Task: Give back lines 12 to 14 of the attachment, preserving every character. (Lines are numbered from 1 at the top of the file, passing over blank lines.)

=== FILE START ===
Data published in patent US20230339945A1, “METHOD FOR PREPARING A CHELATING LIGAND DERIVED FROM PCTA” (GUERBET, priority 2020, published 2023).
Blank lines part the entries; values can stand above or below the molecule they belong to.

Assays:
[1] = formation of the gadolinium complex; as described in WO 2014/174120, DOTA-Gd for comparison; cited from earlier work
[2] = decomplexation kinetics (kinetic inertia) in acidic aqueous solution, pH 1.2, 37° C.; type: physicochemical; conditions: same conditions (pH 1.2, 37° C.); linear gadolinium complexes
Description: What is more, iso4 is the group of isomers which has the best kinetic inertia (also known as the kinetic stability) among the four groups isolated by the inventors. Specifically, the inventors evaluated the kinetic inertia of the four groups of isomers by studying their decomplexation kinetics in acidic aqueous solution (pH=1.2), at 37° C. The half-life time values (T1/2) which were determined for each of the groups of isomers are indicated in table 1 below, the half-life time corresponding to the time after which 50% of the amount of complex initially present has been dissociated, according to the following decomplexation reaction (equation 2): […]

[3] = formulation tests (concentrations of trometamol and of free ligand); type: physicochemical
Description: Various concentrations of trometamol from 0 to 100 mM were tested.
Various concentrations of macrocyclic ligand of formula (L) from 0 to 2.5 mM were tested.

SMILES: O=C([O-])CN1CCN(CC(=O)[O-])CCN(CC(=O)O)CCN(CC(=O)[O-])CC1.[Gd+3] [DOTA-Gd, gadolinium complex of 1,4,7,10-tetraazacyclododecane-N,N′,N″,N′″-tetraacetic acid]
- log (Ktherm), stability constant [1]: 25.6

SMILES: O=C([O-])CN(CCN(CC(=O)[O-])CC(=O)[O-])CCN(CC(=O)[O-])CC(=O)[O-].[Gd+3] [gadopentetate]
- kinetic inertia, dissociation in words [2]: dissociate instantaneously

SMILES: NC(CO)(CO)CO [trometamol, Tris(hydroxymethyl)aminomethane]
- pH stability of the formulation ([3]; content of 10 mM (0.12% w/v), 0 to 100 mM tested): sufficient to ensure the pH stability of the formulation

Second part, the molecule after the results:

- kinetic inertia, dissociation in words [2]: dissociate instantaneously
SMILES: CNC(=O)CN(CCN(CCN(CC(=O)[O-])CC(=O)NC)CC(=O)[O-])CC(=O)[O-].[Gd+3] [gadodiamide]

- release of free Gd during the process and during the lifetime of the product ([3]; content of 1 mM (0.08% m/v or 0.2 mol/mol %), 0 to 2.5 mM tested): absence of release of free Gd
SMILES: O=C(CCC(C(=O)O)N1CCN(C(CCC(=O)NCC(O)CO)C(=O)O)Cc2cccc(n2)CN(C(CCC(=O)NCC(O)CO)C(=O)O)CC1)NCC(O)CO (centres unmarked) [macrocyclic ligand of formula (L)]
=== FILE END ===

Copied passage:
SMILES: O=C([O-])CN(CCN(CC(=O)[O-])CC(=O)[O-])CCN(CC(=O)[O-])CC(=O)[O-].[Gd+3] [gadopentetate]
- kinetic inertia, dissociation in words [2]: dissociate instantaneously

SMILES: NC(CO)(CO)CO [trometamol, Tris(hydroxymethyl)aminomethane]